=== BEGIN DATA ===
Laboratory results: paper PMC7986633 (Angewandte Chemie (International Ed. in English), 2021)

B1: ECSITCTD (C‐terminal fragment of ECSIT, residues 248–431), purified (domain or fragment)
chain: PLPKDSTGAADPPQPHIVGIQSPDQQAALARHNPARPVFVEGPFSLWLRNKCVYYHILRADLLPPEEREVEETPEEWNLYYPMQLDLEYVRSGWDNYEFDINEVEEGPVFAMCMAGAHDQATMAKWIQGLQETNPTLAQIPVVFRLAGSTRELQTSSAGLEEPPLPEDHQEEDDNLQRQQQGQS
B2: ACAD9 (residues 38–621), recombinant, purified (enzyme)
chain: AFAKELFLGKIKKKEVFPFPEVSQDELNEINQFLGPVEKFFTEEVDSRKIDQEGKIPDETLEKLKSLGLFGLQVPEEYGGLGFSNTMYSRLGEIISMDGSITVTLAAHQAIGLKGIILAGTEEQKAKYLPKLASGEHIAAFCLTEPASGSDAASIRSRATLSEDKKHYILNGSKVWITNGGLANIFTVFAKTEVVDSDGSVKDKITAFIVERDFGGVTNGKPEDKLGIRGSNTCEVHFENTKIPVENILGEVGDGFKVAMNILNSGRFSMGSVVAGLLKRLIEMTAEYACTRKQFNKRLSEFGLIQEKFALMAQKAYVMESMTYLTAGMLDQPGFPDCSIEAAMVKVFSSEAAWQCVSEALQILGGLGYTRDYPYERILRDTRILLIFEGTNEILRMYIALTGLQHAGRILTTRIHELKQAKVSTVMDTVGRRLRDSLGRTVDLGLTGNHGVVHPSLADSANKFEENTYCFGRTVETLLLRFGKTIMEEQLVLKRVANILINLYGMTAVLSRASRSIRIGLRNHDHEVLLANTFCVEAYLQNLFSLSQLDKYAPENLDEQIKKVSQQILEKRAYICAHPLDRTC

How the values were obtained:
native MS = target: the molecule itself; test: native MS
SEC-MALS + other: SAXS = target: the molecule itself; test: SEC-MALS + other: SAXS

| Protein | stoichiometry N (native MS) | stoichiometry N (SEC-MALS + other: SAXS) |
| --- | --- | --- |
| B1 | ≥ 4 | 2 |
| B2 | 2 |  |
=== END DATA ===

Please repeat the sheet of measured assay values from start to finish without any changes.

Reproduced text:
Laboratory results: paper PMC7986633 (Angewandte Chemie (International Ed. in English), 2021)

B1: ECSITCTD (C‐terminal fragment of ECSIT, residues 248–431), purified (domain or fragment)
chain: PLPKDSTGAADPPQPHIVGIQSPDQQAALARHNPARPVFVEGPFSLWLRNKCVYYHILRADLLPPEEREVEETPEEWNLYYPMQLDLEYVRSGWDNYEFDINEVEEGPVFAMCMAGAHDQATMAKWIQGLQETNPTLAQIPVVFRLAGSTRELQTSSAGLEEPPLPEDHQEEDDNLQRQQQGQS
B2: ACAD9 (residues 38–621), recombinant, purified (enzyme)
chain: AFAKELFLGKIKKKEVFPFPEVSQDELNEINQFLGPVEKFFTEEVDSRKIDQEGKIPDETLEKLKSLGLFGLQVPEEYGGLGFSNTMYSRLGEIISMDGSITVTLAAHQAIGLKGIILAGTEEQKAKYLPKLASGEHIAAFCLTEPASGSDAASIRSRATLSEDKKHYILNGSKVWITNGGLANIFTVFAKTEVVDSDGSVKDKITAFIVERDFGGVTNGKPEDKLGIRGSNTCEVHFENTKIPVENILGEVGDGFKVAMNILNSGRFSMGSVVAGLLKRLIEMTAEYACTRKQFNKRLSEFGLIQEKFALMAQKAYVMESMTYLTAGMLDQPGFPDCSIEAAMVKVFSSEAAWQCVSEALQILGGLGYTRDYPYERILRDTRILLIFEGTNEILRMYIALTGLQHAGRILTTRIHELKQAKVSTVMDTVGRRLRDSLGRTVDLGLTGNHGVVHPSLADSANKFEENTYCFGRTVETLLLRFGKTIMEEQLVLKRVANILINLYGMTAVLSRASRSIRIGLRNHDHEVLLANTFCVEAYLQNLFSLSQLDKYAPENLDEQIKKVSQQILEKRAYICAHPLDRTC

How the values were obtained:
native MS = target: the molecule itself; test: native MS
SEC-MALS + other: SAXS = target: the molecule itself; test: SEC-MALS + other: SAXS

| Protein | stoichiometry N (native MS) | stoichiometry N (SEC-MALS + other: SAXS) |
| --- | --- | --- |
| B1 | ≥ 4 | 2 |
| B2 | 2 |  |